Stocks Down in Inauguration Week
- Donald Trump inaugurated as 45th President
- Mixed earnings see markets up today, down on the week
- What to expect going forward
Donald Trump was inaugurated as the 45th President of the United States this afternoon. This was a very contentious election yet our constitutional republic managed to peacefully transfer power for the 45th time over the last ~240 years. From an investing standpoint, I see some reasons for optimism and some areas for concern with the new administration. Significant reforms to corporate taxes and regulation strike me as a positive while actions that seek to limit international trade through tariffs or others mechanisms seems dangerous.
While the inauguration dominated the news this week (CNBC hasn’t talked about stocks all day) there were some interesting earnings reports. Target downgraded its forecast and its shares are down almost 10% since the announcement. Holiday sales seem to have been a disappointment to many brick and mortar retailers. GE disappointed investors today while Procter & Gamble exceeded expectations and raised future guidance. Both GE and P&G seemed optimistic about future US growth, but were both cautious to comment too much on the incoming administration. Many companies seem to want to see details instead of talking points before commenting or adjusting business plans. This seems to be the best course for investors as well. There’s been a lot of talk out of the incoming Trump administration, some of it contradictory. Now that’s he’s officially the President, we will hopefully start seeing policy specifics and can make investment decisions as such.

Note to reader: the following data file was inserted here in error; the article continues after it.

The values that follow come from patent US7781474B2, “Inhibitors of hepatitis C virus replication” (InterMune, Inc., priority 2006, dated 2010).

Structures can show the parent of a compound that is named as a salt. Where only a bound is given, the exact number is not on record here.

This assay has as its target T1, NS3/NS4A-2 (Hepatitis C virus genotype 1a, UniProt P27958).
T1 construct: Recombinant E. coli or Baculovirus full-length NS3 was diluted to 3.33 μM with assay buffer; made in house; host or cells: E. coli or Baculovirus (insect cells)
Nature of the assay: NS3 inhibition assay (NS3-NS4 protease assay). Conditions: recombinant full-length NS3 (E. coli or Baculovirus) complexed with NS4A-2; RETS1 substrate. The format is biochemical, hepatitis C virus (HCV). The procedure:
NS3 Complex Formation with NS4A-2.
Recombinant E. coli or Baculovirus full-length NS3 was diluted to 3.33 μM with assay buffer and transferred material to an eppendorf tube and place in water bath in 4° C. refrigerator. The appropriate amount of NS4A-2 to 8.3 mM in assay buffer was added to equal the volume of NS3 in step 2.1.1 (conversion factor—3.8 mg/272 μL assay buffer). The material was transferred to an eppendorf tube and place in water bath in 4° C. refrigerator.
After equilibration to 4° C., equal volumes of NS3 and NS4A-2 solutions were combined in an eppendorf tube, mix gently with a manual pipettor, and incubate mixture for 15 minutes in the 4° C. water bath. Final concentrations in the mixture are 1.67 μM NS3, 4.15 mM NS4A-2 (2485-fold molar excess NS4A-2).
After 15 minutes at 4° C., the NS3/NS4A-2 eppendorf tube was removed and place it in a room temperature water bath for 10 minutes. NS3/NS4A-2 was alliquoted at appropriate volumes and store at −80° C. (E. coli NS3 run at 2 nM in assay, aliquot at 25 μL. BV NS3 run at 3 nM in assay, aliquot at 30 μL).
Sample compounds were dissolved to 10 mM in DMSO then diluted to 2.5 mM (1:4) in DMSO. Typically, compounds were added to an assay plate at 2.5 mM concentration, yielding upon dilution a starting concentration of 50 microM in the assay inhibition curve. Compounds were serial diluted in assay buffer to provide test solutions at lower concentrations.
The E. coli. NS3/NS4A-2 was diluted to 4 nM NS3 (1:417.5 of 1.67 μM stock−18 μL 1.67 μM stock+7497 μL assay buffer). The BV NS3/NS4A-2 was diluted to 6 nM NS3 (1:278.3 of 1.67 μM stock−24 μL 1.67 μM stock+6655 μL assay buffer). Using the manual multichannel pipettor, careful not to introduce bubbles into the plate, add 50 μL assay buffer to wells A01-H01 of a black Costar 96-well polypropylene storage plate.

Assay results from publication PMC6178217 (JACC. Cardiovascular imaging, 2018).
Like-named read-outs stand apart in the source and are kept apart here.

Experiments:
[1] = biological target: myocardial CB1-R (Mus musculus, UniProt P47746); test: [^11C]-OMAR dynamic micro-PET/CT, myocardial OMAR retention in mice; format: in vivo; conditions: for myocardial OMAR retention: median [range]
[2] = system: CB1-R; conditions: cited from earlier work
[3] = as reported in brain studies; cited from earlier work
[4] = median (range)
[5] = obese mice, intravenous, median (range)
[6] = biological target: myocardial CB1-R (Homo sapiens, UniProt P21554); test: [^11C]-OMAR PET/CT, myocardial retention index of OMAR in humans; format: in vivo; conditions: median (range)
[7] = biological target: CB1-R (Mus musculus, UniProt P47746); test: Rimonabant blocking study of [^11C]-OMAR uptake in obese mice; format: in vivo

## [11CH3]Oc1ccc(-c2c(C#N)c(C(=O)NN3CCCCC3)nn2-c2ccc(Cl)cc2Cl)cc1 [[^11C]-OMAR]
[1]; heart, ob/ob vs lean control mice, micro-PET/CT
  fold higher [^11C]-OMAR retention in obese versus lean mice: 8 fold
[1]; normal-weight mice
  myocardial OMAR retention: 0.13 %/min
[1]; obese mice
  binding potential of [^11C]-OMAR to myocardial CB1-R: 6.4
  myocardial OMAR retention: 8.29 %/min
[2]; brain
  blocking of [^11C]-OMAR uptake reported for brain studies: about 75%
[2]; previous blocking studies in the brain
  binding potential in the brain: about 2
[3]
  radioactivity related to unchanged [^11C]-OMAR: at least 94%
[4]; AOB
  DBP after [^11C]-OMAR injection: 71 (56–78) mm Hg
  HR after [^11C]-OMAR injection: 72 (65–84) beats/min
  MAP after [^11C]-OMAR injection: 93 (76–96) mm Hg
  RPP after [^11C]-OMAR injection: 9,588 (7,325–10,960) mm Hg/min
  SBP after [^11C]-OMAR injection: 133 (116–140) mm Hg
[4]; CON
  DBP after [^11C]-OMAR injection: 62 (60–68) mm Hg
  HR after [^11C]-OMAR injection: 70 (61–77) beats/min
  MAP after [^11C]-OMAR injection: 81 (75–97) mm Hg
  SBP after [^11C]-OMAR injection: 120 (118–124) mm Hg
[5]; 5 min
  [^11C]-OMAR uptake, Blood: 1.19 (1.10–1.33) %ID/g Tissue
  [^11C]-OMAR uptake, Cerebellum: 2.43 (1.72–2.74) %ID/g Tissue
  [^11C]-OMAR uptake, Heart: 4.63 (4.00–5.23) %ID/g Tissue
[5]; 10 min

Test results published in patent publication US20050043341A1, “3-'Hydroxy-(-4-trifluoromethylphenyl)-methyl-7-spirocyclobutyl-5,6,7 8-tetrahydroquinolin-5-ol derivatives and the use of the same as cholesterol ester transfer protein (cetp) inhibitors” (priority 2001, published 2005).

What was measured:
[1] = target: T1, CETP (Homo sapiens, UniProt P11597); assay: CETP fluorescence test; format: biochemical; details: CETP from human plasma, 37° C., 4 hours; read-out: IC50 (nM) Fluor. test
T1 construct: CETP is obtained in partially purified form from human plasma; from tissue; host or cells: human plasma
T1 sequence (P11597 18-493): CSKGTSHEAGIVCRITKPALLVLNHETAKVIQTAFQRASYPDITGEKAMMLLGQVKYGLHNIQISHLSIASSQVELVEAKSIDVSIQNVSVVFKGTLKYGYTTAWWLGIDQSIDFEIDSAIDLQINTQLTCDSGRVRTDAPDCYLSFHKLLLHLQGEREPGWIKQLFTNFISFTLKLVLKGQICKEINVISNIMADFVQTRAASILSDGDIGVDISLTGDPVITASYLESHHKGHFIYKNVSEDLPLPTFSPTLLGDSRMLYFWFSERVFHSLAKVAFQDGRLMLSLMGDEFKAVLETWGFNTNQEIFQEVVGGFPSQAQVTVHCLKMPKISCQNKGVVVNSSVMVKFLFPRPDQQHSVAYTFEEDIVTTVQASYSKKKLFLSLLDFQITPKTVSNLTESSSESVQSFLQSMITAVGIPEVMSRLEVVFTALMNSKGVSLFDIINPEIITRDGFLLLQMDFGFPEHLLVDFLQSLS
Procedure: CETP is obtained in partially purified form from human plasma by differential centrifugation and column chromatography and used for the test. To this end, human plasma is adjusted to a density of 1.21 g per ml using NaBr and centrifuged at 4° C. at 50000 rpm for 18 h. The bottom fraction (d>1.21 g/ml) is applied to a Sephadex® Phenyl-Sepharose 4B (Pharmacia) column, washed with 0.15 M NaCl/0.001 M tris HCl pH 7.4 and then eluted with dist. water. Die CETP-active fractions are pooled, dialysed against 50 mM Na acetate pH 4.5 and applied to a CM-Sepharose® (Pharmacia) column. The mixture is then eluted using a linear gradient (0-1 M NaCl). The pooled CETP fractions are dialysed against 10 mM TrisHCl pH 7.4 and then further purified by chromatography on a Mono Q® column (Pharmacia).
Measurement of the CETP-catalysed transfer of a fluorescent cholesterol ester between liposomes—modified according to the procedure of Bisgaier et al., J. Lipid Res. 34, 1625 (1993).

The Dow and S&P 500 were both up today, but finished down on the week. The Dow was down 0.3% while the S&P 500 was down 0.1%. This is the second consecutive week the indices declined, but both are still up slightly on the year.
There was an article in Forbes this week about a phishing scam that is happening on Gmail. A phishing scam is how John Podesta’s email was accessed during the election. It got me thinking about online security for your investment and other financial websites. E-trade, and many other financial firms, offer what is called a 2-step authentication process. I set it up on all my accounts this week and encourage you to do the same. Systems differ, but with this level of security, you either receive a text message with a code or use a third party app to create a temporary code to enter along with your password when you login. This means that even if your login and password are compromised, someone won’t be able to access your account unless they also have access to your cell phone. In E-trade, you go to Accounts>My Profile>Security & Passwords. Then click the ‘Manage Secure ID’ link and follow the directions.
Oil declined slightly this week, closing down 0.2% to $52.33/barrel. The yield on the 10-yr Treasury increased, closing at 2.47% from 2.39% a week ago. The average rate on a 30-yr mortgage declined for the 3rd straight week, moving to 4.09% from 4.12% a week ago.
|10-yr Treasury (∆ in bps)||2.47||8||2|